Thousands Testify On Hawaii’s Marriage Equality Bill

The state House Judiciary and Finance committees began a marathon hearing on a marriage equality bill Thursday morning, which is expected to continue for several days. The bill would allow same-sex couples to marry starting Nov. 18.

People sign waving in front of the Hawaii State Capitol. Michelle Broder Van Dyke / Via BuzzFeed

HONOLULU — The Hawaii state House Judiciary and Finance committees began a marathon hearing Thursday at 10 a.m. on Senate Bill 1, which would legalize same-sex marriage in Hawaii. After more than three hours of testimony from officials, the committees began listening to testimonies from the general public.

The state House Judiciary and Finance committees hear testimony at the Hawaii State Capitol auditorium. Michelle Broder Van Dyke / Via BuzzFeed

More than 5,000 people turned in written testimony and were given the option to read their testimony for two minutes to the committees. Rep. Karl Rhoads, chairman of the House Judiciary Committee, said in his opening that everyone who signs up to testify before midnight will be allowed to testify. By the end of the day, 5,181 people received registration numbers for submitted testimony.

Rhoads and House Finance Chairwoman Rep. Sylvia Luke decided around midnight Thursday to stop and resume testimony the next morning at 8:30 a.m. When the joint committee hearing resumed Friday, Rhoads first insisted that people absent would not have a turn to speak. After some bickering, the decision was reversed and people who miss their number will be allowed to testify after all 5,181 numbers have been called.

It is not clear how many days it will take to hear all the testimony, but if everyone who submitted written testimony speaks it could continue into the following week.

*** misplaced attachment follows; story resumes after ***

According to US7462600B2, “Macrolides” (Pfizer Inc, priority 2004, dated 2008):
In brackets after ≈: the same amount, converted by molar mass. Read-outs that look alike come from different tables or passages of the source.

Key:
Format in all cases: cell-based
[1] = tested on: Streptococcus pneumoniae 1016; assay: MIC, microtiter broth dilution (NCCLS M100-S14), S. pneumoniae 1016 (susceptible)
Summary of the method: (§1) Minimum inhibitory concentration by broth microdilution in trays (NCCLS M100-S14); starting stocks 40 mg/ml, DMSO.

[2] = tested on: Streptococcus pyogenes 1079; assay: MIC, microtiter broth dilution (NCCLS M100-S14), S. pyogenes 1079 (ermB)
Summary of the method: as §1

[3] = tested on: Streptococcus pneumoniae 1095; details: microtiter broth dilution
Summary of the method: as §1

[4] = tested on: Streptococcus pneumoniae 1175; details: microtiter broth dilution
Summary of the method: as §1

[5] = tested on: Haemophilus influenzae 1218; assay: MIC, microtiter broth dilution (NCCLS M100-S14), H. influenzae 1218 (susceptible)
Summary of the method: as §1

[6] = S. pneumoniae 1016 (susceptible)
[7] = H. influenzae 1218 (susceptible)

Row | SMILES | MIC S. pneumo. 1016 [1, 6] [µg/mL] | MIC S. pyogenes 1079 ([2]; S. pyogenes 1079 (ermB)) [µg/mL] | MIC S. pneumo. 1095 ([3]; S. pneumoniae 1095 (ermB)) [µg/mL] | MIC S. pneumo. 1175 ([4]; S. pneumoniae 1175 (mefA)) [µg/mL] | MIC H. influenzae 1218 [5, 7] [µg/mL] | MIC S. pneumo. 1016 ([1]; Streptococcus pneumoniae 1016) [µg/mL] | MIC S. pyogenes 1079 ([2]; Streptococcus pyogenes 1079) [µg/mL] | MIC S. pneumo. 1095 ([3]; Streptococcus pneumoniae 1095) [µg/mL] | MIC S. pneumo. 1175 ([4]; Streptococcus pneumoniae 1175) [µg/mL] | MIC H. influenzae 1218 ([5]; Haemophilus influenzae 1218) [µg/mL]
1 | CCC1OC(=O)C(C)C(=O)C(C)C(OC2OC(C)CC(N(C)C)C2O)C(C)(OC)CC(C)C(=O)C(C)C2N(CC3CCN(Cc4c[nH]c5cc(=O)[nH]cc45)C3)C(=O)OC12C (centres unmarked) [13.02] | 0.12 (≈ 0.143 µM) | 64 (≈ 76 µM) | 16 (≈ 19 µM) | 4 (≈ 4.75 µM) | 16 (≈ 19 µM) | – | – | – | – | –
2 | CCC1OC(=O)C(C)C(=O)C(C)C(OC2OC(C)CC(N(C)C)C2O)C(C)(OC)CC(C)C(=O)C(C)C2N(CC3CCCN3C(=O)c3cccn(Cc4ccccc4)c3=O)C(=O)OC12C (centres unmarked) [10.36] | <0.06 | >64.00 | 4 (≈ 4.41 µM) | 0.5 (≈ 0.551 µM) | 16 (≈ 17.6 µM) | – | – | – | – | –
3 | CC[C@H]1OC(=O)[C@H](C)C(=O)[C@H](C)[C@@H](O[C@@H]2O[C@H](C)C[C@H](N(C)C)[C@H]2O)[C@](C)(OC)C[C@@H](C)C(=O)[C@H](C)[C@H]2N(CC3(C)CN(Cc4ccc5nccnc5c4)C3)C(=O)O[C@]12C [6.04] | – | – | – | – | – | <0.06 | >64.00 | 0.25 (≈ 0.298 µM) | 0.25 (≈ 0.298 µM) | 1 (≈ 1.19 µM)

Michelle B. Van Dyke


Supporters of marriage equality doing spirit fingers, since clapping is prohibited in the House hearing.

/ Via

Lawmakers questioned state Attorney General David M. Louie for two hours Thursday morning about the bill, especially regarding its religious exemption.

The Senate version of the bill would exempt religious organizations from the state’s public accommodations law, which prohibits discrimination based on sexual orientation. The bill grants religious leaders a constitutional right to refuse to perform same-sex marriages as long as they do not make religious facilities available to the public for weddings for a profit.

Michelle Broder Van Dyke

Michelle Broder Van Dyke


Supporters and opponents of same-sex marriage at the Hawaii State Capitol on Thursday.

If the bill is amended by the House to expand the exemption to the public accommodations law, the Senate will reconsider it and work out differences with the House through conference committee — probably behind closed doors.

The state Senate sent the bill to the House after approving it in a 20-4 vote Wednesday. The vote came after hearing more than 12 hours of testimony of Monday.

[This post was updated Friday to reflect the events that occurred Thursday night and Friday morning.]

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Michelle Broder Van Dyke is a reporter and night editor for BuzzFeed News and is based in Hawaii.
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